1234 words (3.5 pages)
- The events that occurred in Mary Shelley 's life altered her as a person, leading her write the novel she did. Mary Shelley had an extremely rough and depressing life due to the death of her son, step sister, and her husband. She presented some aspects of her life in her novel, Frankenstein. Mary Shelley also adds some of her personal characteristics to each of the characters in her novel. One character that strongly represents Mary, is Victor, he falls into deep depression due to countless reasons as did Mary Shelley.... [tags: Frankenstein, Mary Shelley, Life, Paradise Lost]
1044 words (3 pages)
- The great 19th century Impressionists were influenced by Japanese art. This influence, termed Japonisme, is seen in the art of Manet, Degas, Cassatt and others. Although often less recognized than European male Impressionists, Mary Cassatt brought unique perspective and subject matter to Impressionism. Portrayed as a detriment in Griselda Pollock’s Modernity and the Spaces of Femininity, the spaces of feminity that "limited" female impressionists in the 19th century made it possible for women artists like Cassatt to experiment with scenes of daily life and adapt the new Japonisme style, which included a centuries old technique of printmaking popular in Japan.... [tags: Impressionism, Mary Cassatt, Berthe Morisot]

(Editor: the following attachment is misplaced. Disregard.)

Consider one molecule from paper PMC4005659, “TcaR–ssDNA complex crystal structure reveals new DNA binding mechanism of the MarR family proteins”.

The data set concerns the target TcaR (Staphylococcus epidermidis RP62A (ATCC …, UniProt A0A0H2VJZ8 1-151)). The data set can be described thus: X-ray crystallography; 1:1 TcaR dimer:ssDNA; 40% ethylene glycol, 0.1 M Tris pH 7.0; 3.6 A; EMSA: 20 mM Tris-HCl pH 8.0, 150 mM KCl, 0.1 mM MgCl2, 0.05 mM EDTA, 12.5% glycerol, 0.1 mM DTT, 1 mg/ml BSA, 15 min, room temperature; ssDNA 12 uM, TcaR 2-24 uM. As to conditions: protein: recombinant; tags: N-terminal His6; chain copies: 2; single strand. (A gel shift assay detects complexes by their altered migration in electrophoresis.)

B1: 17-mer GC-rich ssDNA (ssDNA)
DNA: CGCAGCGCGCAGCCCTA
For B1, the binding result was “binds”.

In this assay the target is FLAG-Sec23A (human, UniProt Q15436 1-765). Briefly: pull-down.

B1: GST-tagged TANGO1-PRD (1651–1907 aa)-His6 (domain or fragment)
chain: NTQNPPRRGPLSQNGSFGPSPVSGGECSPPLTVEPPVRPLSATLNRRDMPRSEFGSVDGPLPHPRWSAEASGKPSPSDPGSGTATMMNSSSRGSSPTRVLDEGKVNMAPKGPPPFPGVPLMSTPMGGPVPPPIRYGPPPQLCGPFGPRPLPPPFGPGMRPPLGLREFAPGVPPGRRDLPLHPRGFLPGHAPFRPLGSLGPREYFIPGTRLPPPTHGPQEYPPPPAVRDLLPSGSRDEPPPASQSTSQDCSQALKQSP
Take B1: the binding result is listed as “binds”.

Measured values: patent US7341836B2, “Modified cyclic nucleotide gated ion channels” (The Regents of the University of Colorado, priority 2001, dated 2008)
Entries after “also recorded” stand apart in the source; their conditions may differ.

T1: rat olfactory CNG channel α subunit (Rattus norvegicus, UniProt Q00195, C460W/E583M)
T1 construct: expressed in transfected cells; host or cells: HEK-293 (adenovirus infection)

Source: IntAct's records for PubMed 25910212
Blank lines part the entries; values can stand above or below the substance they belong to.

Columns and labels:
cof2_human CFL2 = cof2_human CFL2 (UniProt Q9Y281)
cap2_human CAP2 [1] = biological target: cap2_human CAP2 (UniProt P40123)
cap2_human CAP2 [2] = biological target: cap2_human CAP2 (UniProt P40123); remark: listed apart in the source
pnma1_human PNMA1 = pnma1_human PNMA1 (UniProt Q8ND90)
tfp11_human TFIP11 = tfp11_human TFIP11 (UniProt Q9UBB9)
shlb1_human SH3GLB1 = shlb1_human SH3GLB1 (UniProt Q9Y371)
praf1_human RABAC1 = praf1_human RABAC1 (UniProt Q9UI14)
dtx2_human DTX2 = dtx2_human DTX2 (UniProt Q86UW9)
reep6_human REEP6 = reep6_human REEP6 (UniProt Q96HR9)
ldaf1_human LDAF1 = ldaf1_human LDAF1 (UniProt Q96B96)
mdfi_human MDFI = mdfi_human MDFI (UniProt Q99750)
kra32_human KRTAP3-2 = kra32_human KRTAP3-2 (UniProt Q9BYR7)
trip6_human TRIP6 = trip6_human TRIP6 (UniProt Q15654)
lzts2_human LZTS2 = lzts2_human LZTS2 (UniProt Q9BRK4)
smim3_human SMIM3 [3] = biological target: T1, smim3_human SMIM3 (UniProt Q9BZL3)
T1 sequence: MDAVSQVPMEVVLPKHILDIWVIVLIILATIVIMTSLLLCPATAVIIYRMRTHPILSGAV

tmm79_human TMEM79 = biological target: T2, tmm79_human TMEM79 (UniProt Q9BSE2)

1158 words (3.3 pages)
- Mary Wollstonecraft & Her Legacy Following the Enlightenment, Mary Wollstonecraft wrote the feminist novel The Vindication of the Rights of Woman. In this novel she applied rights to females that had formerly been reserved to males, such as unalienable rights. Her novel impacted different areas of society. Wollstonecraft called for the advancement of women’s rights in areas such as education, work, and politics. She also proposes that women are just as capable as men and have a far greater purpose than simply to be pleasing to men.... [tags: Essays Paper]